# Antiderivatives ( Indefinite Integrals)

**Antiderivatives or Indefinite integrals**:

If , “f” is a continuous function defined on an open interval (a,b) ;

Then the function “F” ( function F is capital “f”) is called antiderivative of function “f”, if the derivative of function “f” is function “F” on the interval.

Or , If ,

then , The function is said to be antiderivative of function .

But as the derivative of constant is zero. Not only , but is also the antiderivative of function where , “c” is any constant.

Or,

The converse of above statement and proof is “Any two antiderivatives of a function differs by a constant.

If “F” and “G” be antiderivatives of same function “f” then,

From above proof it follows that there exists a constant “c” such that ,

So what we can conclude is if function “F” is an antiderivative of function “f” , then “F(x) + c” gives all possible antiderivatives of “f” When “c” runs through all possible constants or numbers.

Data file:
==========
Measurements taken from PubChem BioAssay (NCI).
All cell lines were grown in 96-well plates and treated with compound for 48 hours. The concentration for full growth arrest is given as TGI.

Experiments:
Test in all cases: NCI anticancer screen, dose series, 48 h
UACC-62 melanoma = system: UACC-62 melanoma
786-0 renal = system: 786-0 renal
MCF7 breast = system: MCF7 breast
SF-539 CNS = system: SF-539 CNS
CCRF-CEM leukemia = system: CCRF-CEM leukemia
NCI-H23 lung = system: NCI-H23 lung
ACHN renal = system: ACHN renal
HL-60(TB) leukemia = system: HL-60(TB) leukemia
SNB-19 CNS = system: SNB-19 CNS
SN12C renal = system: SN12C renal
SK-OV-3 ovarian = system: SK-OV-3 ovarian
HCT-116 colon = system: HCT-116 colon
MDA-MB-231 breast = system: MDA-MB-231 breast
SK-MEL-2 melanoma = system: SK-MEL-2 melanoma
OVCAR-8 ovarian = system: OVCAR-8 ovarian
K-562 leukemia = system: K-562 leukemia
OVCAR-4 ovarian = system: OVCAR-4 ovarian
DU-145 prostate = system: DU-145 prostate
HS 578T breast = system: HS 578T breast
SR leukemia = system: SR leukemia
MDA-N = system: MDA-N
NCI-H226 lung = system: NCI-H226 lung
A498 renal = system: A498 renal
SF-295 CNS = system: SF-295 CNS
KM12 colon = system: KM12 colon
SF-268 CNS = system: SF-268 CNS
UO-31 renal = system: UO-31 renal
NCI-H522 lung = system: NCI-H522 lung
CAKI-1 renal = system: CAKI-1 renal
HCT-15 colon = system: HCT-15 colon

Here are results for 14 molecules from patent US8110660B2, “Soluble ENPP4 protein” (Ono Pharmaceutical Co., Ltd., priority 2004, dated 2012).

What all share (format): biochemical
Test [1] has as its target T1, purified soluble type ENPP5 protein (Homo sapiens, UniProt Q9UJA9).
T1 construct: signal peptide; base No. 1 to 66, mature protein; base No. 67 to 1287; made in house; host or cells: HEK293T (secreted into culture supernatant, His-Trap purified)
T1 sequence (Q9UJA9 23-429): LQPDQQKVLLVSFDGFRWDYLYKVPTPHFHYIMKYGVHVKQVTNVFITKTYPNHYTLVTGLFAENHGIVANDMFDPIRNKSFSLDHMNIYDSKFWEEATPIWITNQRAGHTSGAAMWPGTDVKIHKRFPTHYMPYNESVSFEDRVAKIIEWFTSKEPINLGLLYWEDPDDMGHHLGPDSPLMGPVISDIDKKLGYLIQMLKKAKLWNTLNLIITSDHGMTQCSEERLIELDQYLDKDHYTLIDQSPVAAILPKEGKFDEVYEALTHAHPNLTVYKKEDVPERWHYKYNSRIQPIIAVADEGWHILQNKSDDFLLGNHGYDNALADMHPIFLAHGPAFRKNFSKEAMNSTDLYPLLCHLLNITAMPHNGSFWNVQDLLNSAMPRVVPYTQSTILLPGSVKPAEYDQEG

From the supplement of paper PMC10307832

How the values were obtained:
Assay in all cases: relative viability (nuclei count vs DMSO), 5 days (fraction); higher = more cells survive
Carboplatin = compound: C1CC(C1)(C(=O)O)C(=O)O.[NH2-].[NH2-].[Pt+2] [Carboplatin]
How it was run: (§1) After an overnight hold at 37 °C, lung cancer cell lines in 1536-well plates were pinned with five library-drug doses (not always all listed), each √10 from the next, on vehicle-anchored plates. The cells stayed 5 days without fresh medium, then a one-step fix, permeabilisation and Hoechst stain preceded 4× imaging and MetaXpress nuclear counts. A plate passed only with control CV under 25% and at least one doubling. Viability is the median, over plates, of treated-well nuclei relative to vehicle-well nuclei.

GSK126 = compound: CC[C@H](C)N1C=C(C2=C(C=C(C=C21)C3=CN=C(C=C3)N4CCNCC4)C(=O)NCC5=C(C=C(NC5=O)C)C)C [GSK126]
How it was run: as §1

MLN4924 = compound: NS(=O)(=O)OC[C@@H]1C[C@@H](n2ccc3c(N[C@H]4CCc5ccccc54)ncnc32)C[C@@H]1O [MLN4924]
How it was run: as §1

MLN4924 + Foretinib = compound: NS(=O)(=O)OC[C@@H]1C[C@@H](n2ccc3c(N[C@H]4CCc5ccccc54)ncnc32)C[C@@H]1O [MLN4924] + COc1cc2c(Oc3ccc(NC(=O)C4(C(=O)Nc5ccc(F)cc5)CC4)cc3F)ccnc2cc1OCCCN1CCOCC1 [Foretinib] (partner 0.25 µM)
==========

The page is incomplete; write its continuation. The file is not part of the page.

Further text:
And the function “F(x) + c” is called **Antiderivative** or **Indefinite Integral** of function “f”.

As we can see we don’t get a fixed antiderivative , Instead we get a zoo of answers (As “c” is any constant) ; so it is called indefinite integral.

**Notation of Antiderivative or Indefinite Integral**:

After defining what is Antiderivative of indefinite Integral it is desirable to show Indefinite Integral in notations or mathematically.

If , “f(x)” id derivative of “F(x) + c” or, if “F(x) + c” is the antiderivative of “f(x)” then it can be denoted mathematically as:

The integral is denoted by elongated “s” sign ( )

The in the notation is differential of “x” and denotes that integration is to be one with respect to variable “x”.

**Note**:

One basic property of Indefinite Integral that we can use in most of the calculations of Indefinite integral is:

Where “k_{1}” and “k_{2}” are constants.

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